The second Lenny Curry transition committee of Monday morning discussed budget and finance. One big change in the offing looks to be structural, in terms of reporting.
The first major discussion involved the mayor’s cabinet. In previous administrations prior to Mayor Alvin Brown, only the Chief Administrative Officer and the Chief of Staff reported directly to the mayor. It looks like, if Charles Moreland‘s comments are any indication, they may move back to that, which would involve having Chief Financial Officer Mike Weinstein reporting directly to CAO Sam Mousa.
Those in attendance spoke to positive aspects of that, which include a clear chain of command and accountability, and the motion was approved by a voice vote. Ron Salem went on to say that the mayor’s direct reports should be limited, citing experience going back to the Ed Austin era, when Lex Hester effectively ran operations.
Moreland pointed out that, as of right now, there is no chief of staff. Hence, the reporting structure all goes through Mousa at this point.
Risk management was another hot topic. As John Phillips from the General Counsel office explained, risk management became an in-house function during the John Peyton administration. Committee Chairwoman Kerri Stewart invited discussion.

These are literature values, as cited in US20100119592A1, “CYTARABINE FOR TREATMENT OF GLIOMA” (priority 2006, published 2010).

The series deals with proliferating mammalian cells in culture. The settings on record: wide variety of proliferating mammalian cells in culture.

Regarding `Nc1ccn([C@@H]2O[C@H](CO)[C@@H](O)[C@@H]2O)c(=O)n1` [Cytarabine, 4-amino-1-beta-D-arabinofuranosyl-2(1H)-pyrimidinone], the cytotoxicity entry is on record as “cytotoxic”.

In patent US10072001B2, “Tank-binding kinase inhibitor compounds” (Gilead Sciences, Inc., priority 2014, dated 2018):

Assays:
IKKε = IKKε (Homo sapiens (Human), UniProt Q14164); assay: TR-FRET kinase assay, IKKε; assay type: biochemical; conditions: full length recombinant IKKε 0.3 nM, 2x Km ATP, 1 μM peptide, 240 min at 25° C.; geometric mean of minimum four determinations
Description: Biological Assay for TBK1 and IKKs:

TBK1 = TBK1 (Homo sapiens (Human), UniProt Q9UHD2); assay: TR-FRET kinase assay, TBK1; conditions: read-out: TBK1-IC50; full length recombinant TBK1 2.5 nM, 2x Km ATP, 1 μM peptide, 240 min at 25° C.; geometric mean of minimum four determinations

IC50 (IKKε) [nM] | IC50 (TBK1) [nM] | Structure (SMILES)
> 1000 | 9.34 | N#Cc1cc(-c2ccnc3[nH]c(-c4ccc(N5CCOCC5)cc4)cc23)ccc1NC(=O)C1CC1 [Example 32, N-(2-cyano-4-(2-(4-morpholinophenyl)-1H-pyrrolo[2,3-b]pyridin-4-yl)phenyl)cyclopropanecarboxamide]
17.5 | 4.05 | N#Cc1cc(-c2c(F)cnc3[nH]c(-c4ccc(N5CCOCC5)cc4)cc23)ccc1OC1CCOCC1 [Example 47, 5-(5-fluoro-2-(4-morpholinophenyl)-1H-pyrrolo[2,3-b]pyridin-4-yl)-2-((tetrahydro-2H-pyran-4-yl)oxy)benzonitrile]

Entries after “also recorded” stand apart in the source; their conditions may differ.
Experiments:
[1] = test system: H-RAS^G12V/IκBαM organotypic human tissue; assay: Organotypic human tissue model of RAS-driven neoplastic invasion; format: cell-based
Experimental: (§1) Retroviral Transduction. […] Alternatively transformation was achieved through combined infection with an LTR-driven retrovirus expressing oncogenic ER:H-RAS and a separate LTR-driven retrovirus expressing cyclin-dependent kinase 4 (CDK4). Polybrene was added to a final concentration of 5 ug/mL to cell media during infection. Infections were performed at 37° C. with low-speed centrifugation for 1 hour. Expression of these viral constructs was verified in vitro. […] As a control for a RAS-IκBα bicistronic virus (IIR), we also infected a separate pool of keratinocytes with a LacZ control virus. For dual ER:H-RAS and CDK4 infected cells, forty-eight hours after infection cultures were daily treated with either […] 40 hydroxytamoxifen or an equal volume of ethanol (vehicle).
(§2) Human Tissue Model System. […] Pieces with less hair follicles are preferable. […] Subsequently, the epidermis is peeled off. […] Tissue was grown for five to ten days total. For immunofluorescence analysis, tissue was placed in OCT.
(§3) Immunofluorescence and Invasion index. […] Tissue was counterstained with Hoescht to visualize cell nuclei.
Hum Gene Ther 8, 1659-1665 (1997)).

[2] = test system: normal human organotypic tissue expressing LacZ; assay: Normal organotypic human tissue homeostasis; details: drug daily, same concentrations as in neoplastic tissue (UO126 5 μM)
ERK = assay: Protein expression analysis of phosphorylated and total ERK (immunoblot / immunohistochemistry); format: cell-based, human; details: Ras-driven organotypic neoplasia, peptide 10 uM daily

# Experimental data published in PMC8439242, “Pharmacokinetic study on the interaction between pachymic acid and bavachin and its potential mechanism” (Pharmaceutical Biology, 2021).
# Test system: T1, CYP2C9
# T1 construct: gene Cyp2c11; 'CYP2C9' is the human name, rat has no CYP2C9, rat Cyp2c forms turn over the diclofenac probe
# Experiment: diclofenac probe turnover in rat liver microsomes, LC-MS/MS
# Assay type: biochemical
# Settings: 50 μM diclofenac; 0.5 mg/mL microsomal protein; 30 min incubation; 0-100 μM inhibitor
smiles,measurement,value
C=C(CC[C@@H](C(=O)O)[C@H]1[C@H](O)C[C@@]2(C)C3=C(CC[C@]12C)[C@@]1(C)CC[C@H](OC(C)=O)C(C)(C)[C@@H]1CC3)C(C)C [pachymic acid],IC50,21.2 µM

“Having it in house would provide a better level of service,” Phillips said was the argument at the time. The “level of service is superior” to the outsourced function from the previous format.
“When you pick a low bidder, you don’t always get the best service,” Phillips added, bringing up a “last straw” being a sidewalk issue in a trip and fall case.
No recommendations will emerge regarding the structure of the finance department; however, the committee will invite a reexamination of the risk management structure, including performance measures.
Grants administration was the next up.
Nonrecurring, one-time grants, Stewart said, need to be monitored for compliance. As well, they could be pursued more aggressively and proactively.
The Grants division has bounced around from department to department in recent years, Stewart added.
Committee member Ju’Coby Pittman, a veteran of the nonprofit world, thinks the department should be elevated. Grant submissions involving matching funds, it was mentioned, are a part of the larger budget process.
The advantage of grants, especially community block grants, being part of finance would allow a global view of the grants, as well as effective leveraging of support.
This part of the discussion is consistent with Mousa’s belief that grants often create expectations of budget that can’t be fulfilled when the grants elapse or disappear.
This committee reconvenes on Tuesday, to discuss parks, the planning department, the ombudsman, and so on.